You are right that the Moon is slowly moving away from the Earth. Satellites in orbit around the Earth also require nudging to keep them in the proper orbits, as you point out. There is no one single effect, though, but *several* which account for this behavior.
If the Earth and the Moon were both points instead of rotating spheres, and otherwise alone in space, then they would orbit each other with only the slightest changes to the orbit, over immense time. They would actually move closer, but in a profoundly small way -- practically unnoticeable over the current age of the Universe -- because of a small loss of energy to "gravitational radiation".
But the Earth and Moon are indeed both spheres, and in the case of the Earth, it's figure is rotating far faster (once per day) than the Earth-Moon revolution (once per month).
The Moon's gravitational force, or actually the *difference* in the Moon's gravitational force between the Earth's near and far sides, raise tides on the Earth. These tides lag slightly the rotation of the Earth because of friction, and the result is that the Moon sees a slight tug from these delayed tides that is not strictly on the line connecting the centers of both the Earth and the Moon.
As a result, two things happen: the Earth slows its rotation, and the Moon gets a nudge that pushes it into a higher orbit. So indeed, the Moon is moving further away from the Earth -- and the Earth is slowing down. Eventually, the Earth/Moon system would become "locked", just as the Moon is now locked such that it always has one face turned towards the Earth. This would take longer than the life of our Sun, so it's a moot point.
The important thing to remember is that the "energy" of the entire Earth-Moon system stays constant -- the energy of the Earth's rotation is being transferred to the energy of the Earth-Moon orbit.
In the case of satellites, there are various effects at work. Near to the Earth, there are bits of tenuous atmosphere that act frictionally on satellites and slowly rob them of orbital energy such that they drift closer and closer to the Earth, eventually to reenter the dense atmosphere in fiery fashion. Higher up, a slight "lumpiness" to the Earth's gravitational field (after all, we have continents, oceans, lots of things with slightly different density -- along with an equator which is stretched out relative to the poles) slowly moves satellites in their orbits -- so these orbits require correction if the satellite is to be be in a precise place at a certain time.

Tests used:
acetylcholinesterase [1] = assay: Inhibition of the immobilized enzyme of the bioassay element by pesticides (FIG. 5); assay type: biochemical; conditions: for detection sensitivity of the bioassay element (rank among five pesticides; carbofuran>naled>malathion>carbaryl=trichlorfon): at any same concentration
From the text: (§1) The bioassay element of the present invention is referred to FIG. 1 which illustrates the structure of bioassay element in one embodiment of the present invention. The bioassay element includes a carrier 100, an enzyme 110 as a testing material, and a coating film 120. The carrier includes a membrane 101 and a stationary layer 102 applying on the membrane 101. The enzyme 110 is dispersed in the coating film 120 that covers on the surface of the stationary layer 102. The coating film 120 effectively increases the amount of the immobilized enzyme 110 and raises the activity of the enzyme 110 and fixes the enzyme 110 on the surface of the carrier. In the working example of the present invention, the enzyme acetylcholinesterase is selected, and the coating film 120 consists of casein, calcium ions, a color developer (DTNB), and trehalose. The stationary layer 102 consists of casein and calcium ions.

Much further out (communications satellites 22,000 miles out in "geosynchronous" orbit) , satellites drift primarily because the Moon and Sun tug on them. They must have thrusters for "stationkeeping" so that your rooftop antenna can continue to point to them in the same spot in the sky over months.
As to what happens when a satellite runs out of fuel -- for all except for satellites at great distances from the Earth, their fate will be to burn up in the Earth's atmosphere. Satellites which are orbiting the Earth at distances a significant fraction of the Moon's distance may have several fates -- they may enter the Earth's atmosphere, they may have orbits disturbed such that they may eventually hit the Moon, or they may be tugged out of Earth's orbit into orbit around the Sun. It's almost like a celestial game of billiards. When several significant gravitating bodies are involved, motions can get very complicated! But near any particular body, things behave generally as if that's the only body at work, because its gravity is so much stronger than that of the rest. These effects are generally slow ones. Satellites make only tiny corrections with tiny thrusting jets. It's all that's required.